Published: 16:00, 15 February 2016
| Updated: 16:38, 15 February 2016
Property developers say they are being put off building homes by councils which enforce charges on uncompleted buildings.
The policy of issuing so-called completion notices on houses to allow local authorities to start collecting council tax has been criticised by builders in Kent.
Under planning laws, councils are allowed to set a date when they can start enforcing the charges once a building is structurally complete or where the structural work could reasonably be completed within three months.
The policy – which implements council tax regardless of whether the building is finished by that date – has attracted anger from groups like the Federation of Master Builders, whose chief executive Brian Berry called for it to be scrapped.
He said: “It has become relatively commonplace for new homes to be deemed complete for the purposes of council tax long before they are actually inhabitable.
“This is sometimes the case before even basic work has been completed, such as the walls have been plastered or the floors have been concreted.”
All councils in Kent issue completion notices, although Dartford did not respond to correspondence.
Mark Quinn, managing director of Canterbury-based developer Quinn Estates, said: “This is a very negative measure and will prove a huge disincentive for developers to build houses in what is already a challenging environment.
“Residential empty rates could potentially have the same effect as empty rates liability had on the commercial sector ie no one built speculative commercial space.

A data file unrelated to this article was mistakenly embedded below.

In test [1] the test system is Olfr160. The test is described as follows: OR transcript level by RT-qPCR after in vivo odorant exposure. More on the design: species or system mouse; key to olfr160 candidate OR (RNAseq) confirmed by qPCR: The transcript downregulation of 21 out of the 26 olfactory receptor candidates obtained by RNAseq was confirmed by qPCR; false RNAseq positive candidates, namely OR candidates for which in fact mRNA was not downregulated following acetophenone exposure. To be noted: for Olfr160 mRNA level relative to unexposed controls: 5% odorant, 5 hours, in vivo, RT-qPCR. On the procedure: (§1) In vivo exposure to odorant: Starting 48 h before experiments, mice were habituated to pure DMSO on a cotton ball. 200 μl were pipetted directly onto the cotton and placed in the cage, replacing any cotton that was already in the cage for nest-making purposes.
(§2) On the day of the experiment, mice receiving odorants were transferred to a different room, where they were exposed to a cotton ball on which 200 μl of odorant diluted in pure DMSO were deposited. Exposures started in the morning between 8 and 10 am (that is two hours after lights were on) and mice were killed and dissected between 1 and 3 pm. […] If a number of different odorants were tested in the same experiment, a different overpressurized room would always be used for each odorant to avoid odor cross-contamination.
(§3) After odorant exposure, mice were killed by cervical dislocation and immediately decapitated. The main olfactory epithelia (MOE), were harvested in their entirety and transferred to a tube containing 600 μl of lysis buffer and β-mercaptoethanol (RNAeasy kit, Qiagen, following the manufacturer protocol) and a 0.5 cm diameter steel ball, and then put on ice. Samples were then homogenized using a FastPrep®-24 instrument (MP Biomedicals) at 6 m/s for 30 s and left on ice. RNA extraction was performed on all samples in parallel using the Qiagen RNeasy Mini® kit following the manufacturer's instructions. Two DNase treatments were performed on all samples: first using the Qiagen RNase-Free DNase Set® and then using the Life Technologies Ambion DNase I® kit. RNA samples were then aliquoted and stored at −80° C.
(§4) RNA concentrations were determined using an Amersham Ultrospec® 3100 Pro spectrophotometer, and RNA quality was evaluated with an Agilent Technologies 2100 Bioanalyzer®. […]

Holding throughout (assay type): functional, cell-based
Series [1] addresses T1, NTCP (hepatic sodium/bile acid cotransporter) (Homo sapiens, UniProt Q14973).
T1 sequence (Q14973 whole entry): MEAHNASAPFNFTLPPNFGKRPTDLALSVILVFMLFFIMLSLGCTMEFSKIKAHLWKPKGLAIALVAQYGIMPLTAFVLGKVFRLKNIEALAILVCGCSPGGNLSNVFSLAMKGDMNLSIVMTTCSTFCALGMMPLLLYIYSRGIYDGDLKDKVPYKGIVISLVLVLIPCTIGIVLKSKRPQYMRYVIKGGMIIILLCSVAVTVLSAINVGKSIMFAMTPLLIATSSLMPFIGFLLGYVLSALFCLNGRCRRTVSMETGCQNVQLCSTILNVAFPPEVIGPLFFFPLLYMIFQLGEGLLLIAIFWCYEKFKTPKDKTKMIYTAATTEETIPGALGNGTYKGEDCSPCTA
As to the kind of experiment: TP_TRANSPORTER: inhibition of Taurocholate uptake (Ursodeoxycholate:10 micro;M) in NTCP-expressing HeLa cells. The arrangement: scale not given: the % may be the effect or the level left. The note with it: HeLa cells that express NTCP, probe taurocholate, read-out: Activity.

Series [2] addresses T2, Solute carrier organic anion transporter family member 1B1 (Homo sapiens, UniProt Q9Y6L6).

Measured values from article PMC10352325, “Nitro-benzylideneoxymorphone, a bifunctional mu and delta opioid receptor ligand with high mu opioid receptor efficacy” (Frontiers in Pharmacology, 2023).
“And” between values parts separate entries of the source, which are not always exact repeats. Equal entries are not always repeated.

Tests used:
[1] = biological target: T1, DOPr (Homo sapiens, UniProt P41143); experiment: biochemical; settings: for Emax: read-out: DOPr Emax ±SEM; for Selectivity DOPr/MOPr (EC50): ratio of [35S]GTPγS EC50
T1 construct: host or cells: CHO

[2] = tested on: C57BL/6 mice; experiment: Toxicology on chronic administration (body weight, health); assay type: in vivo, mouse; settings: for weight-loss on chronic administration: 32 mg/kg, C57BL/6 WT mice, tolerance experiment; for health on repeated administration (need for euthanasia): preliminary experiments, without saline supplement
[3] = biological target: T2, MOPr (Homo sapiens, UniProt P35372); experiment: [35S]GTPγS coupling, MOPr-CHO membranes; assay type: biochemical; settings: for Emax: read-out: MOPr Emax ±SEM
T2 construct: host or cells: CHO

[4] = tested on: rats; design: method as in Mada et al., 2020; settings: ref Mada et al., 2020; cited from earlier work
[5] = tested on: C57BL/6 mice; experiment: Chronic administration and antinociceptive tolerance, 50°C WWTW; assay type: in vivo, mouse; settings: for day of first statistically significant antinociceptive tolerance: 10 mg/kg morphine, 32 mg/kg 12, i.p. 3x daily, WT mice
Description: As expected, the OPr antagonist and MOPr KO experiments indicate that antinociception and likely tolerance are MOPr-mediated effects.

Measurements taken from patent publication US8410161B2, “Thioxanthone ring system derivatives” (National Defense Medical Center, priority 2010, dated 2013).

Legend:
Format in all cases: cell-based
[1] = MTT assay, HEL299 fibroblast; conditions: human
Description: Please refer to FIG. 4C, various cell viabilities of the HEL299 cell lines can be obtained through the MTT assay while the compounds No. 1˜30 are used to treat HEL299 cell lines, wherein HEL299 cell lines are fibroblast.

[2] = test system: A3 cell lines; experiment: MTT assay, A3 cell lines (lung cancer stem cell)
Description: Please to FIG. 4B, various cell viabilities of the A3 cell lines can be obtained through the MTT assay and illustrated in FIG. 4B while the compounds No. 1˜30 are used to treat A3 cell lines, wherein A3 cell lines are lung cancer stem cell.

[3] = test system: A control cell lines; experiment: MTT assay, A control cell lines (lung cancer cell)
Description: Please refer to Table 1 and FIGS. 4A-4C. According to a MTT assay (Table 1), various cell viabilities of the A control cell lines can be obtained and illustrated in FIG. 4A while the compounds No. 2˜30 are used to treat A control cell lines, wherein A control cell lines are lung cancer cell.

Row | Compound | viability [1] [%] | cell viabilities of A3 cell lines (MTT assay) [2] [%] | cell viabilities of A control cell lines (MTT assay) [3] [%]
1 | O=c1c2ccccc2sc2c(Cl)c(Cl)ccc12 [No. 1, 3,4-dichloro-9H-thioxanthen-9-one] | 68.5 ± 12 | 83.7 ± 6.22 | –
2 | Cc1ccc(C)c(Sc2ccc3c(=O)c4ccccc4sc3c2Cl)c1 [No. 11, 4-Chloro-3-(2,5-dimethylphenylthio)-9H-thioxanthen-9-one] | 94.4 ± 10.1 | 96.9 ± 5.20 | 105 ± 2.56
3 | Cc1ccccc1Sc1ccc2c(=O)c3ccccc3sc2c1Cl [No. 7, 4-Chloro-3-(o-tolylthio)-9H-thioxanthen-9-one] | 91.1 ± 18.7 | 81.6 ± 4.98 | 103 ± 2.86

“It will result in borderline viable schemes being binned and instead of generating revenues for councils it would have the opposite effect with fewer houses being built and therefore less council tax being paid.
“There is already a chronic supply problem in commercial property and my prediction is the same would happen with the residential sector, at a time when we need to encourage house building and provision of good quality homes.”
Martin Hart, managing director of Folkestone-based Pentland Homes, said: “It’s common practice and something we have to pay even when the house is nowhere near habitable.
“We pay more for show units as these are business related and even pay for temporary site compounds.
“It all hits the viability of the scheme but it is something we allow for.”
However, councils said the measures were rarely used on properties which had not been occupied.
Swale council spokesman Philip Sutcliffe said: “We work with most of the building companies who have developments in the area and quite often the properties are not brought into the council tax list until they are actually occupied.”
Maidstone council Martin Oxley spokesman said: “We do issue completion notices if the case warrants it. However, this only happens on a very small number of occasions each year.”